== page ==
Philosophy Undergraduate Majors Aren’t Very Black, but Neither Are They As White As You Might Have Thought
by Eric Schwitzgebel
Okay, I have some more data from the NCES database on Bachelor’s degrees awarded in the U.S. A couple of weeks ago I noted that women have been earning 30-34% of philosophy BAs since the 1980s. Last week I noted the sharp decline in Philosophy, History, and English majors since 2010.
Race and ethnicity data are a bit more complicated, since the coding categories change over time. Currently, NCES uses “American Indian or Alaska Native”, “Asian”, “Black or African American”, “Hispanic or Latino”, “Native Hawaiian or Other Pacific Islander”, “White”, “Two or more races”, “Race/ethnicity unknown”, and “Nonresident alien”. The last three of these categories are difficult to interpret, especially given changes over time; and “Native Hawaiian or Other Pacific Islander” was included with Asian before 2010; so I will focus my analysis on the racial/ethnic categories Asian, Black, Latino/Hispanic, Native American, and White. (For more details, see the note.)
Based on results from my analysis last year on PhDs in Philosophy, I had expected Philosophy majors to be overwhelmingly White. To my surprise, that’s not what I found. Although recipients of Bachelor’s degrees in Philosophy are somewhat more White than recipients of Bachelor’s degrees overall, the difference is not large: 63% of BA recipients in Philosophy identified as White, compared to 60% of all graduating majors in the 2015-2016 academic year.
In the NCES data, both Latino/Hispanic students and Asian students are approximately proportionately represented among Philosophy majors: 13% and 7% respectively, compared to 12% and 7% of graduating students overall. Of course Latino students are underrepresented among college graduates generally, compared to their prevalence in the U.S. as a whole (about 18% of the U.S. population overall). However, they don’t appear to be more underrepresented among Philosophy majors than they are among Bachelor’s degree recipients in general.
Similarly—though the numbers are very small—Native Americans are about 0.4% of Philosophy degree recipients and about 0.5% of graduating students overall (and 1.3% in the general population).
In contrast, Black students are substantially underrepresented: 5% in Philosophy compared to 10% overall (and 13% in the general population).
Interestingly, these trends also appear to hold over time, back to the beginning of available data in the 1994-1995 academic year. White students are overrepresented in Philosophy by a few percentage points, Black students underrepresented by about as many percentage points, and the other groups are about proportionately represented. These trends persist throughout the broad decline in percentage of White students among Bachelor’s recipients overall.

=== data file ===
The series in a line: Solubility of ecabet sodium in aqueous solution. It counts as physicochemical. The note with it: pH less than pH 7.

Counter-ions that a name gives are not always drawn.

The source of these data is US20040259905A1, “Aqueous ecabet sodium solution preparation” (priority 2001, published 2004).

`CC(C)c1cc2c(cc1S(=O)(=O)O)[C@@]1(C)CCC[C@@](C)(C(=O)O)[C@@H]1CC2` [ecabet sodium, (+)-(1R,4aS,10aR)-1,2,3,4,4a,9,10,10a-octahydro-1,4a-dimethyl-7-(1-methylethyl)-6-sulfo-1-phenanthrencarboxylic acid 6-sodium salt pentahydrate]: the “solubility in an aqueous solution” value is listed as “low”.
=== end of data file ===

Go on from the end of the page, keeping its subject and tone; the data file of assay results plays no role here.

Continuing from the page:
Here’s the graph for White students:
And here’s Latino/Hispanic and Asian:
Native American is noisier due to small numbers, but roughly matches over the period:
The most striking disparity is among students identifying as Black:
Looking at intersection with gender, 42% of Black Philosophy BA recipients in the most recent two years of data were women. (For comparison, 33% of Philosophy BAs overall were women, 57% of Bachelor’s degree recipients overall were women, and 64% of Black Bachelor’s recipients were women.)
Evidently, the disproportionate Whiteness of Philosophy PhD recipients in the U.S. (recently in the mid-80%s, excluding nonresident alien and unknown) is not mostly explained by a similarly large disproportion among B.A. recipients, though the underrepresentation of Black students in the discipline does start at the undergraduate level.
I’d be interested to hear what others make of these patterns.
Note 1: I looked at all U.S. institutions in the IPEDS database, and I included both first and second majors in Philosophy. Before the 2000-2001 academic year, only first major is recorded. I used the major classification 38.01 specifically for Philosophy, excluding 38.00, 38.02, and 38.99. Only people who completed the degree are included in the data. Before the 2007-2008 academic year, the White and Black categories specify “non-Hispanic”, and before 2010-2011, Pacific Islander is included with Asian. In the 2007-2008, “two or more races” is introduced as an option.